How Jun Yen Tan Upskilled and Successfully Transitioned His Career Into Data Science After Sudden Redundancy

How Jun Yen Tan Upskilled and Successfully Transitioned His Career Into Data Science After Sudden Redundancy

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Jun Yen Tan truly felt the impact of covid-19 on his career and lifestyle when his career as a quantity surveyor was cut short. He started his e-commerce business and quickly discovered that data science was transforming the way small & big organisations operate.

Jun felt a strong need to upskill, and after talking with an Institute of Data Career Advisor, he enrolled in our Data Science & AI Program.

Within three months of full-time training, he obtained his certification and acquired the data skills necessary to pursue a career in the data industry. He worked closely with our career coaching and training team and has successfully landed a full-time position with RHB Bank as an Analytics Graduate Associate.

We’re so proud of his progress so far!

Read about his inspiring journey here:

1. Jun, could you share about your career or industry experience before transitioning to data science & AI?

I was a Quantity Surveyor (QS), working for a local interior design fit-out company. I also have a Bachelor’s Degree in Quantity Surveying. After working for about a year in this industry, the COVID-19 pandemic halted all my work activities.

I had so much free time that I created a small e-commerce business and picked up something new. It was then that I learned about how data science is helping businesses solve day-to-day problems, and I thought it was a good solution for me while running my e-commerce store.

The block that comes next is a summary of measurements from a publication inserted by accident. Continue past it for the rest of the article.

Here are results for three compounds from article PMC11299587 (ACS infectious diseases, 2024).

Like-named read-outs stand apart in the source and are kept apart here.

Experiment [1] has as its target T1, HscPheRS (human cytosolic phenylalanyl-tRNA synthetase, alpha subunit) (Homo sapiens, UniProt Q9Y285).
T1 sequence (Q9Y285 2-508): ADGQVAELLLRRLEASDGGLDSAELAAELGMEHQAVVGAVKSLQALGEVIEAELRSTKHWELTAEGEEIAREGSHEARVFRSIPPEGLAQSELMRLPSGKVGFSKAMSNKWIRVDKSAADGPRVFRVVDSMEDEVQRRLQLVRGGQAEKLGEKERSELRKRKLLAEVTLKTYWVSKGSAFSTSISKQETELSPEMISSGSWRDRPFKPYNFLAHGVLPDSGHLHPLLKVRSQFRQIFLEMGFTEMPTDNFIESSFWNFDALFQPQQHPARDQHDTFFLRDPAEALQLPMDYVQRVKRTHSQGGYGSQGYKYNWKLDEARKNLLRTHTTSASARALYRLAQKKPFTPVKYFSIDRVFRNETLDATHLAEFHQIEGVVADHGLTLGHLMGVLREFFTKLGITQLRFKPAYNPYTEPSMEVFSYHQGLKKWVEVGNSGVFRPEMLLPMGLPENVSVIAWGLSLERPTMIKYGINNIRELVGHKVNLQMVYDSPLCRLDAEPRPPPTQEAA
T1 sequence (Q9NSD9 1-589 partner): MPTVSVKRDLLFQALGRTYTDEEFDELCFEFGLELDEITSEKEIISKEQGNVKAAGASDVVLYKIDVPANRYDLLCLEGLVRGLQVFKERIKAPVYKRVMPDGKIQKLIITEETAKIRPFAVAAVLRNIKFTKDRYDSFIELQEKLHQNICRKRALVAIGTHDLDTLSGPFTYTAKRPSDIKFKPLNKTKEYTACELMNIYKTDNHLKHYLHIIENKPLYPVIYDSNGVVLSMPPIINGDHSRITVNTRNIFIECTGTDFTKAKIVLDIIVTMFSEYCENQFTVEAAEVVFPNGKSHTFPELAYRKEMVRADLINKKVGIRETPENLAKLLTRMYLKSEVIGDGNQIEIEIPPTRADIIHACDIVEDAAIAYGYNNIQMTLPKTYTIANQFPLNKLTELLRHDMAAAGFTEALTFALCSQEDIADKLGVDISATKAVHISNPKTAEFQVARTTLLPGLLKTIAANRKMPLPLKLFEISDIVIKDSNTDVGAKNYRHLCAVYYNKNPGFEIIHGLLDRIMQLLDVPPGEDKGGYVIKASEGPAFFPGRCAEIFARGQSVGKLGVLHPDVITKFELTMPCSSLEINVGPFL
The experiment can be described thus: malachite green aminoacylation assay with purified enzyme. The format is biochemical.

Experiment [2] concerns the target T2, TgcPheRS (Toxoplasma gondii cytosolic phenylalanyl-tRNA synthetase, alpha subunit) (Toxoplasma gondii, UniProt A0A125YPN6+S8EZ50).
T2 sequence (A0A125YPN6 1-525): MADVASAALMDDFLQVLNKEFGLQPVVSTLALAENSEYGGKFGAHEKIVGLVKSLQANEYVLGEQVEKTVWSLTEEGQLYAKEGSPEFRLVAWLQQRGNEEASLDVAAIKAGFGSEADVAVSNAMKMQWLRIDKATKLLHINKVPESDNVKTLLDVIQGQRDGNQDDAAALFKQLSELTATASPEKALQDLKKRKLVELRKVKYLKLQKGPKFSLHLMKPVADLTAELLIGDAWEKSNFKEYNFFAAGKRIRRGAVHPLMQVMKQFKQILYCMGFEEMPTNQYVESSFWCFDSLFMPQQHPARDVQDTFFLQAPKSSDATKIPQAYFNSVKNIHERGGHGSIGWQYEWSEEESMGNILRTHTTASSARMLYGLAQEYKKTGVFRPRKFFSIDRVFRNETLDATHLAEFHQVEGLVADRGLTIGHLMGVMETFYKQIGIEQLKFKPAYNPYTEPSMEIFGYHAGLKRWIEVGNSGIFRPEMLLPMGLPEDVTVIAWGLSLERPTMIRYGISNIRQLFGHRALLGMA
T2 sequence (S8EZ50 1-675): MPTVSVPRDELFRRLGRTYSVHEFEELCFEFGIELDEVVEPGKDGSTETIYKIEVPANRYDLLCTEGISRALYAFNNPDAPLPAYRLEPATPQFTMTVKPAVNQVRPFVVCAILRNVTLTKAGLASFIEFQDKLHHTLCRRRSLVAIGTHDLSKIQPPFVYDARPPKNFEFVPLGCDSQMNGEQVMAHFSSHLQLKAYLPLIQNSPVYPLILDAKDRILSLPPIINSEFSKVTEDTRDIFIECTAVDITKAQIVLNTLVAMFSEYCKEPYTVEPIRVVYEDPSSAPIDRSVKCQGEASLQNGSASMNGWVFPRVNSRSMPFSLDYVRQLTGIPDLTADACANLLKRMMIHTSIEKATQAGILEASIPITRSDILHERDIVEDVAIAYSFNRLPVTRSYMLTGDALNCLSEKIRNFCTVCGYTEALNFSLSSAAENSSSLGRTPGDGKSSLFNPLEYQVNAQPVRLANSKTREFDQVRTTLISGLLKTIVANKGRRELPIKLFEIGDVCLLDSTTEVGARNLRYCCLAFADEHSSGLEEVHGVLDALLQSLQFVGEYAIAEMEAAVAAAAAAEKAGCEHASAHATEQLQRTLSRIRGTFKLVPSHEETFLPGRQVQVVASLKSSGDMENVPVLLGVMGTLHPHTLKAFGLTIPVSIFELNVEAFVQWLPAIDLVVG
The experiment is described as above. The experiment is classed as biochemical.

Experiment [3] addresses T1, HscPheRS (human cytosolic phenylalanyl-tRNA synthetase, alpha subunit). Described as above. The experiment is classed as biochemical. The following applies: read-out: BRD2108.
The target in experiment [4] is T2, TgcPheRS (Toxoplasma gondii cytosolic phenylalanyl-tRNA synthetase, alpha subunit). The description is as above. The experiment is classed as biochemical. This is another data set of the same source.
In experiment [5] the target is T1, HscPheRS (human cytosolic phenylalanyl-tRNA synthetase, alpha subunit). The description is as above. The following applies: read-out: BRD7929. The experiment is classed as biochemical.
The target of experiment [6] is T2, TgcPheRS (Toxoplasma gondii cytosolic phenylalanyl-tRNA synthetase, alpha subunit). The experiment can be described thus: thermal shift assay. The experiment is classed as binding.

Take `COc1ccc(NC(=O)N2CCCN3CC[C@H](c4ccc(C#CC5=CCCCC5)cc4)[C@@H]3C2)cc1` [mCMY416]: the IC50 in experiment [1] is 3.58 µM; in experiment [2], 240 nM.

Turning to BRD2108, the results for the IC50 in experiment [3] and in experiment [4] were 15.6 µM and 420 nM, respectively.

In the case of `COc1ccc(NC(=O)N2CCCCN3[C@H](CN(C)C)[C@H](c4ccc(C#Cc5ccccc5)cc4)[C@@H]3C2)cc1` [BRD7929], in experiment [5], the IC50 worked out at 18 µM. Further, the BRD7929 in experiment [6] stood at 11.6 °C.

2. Why did you want to study data science & AI?  

When I joined the data science program, my career goals were a bit different.

I wanted to utilise data to solve my day-to-day business problems.

However, I ended up being so engrossed in developing machine learning and deep learning models that I wanted data science to become my full-time career instead.

3. Why did you choose to join the full-time Data Science Program in particular? 

I knew data science was useful to me. It was a decision made at the time of running my e-commerce store. I wanted it to work out for my e-commerce store so much that I did not want to waste any time.

I wanted to fully focus on the program and learn as much as I could.

In the end, I was grateful for selecting the full-time program as I had not learned any programming languages prior to this course, and the full-time cohort allowed me to fully focus on learning Python.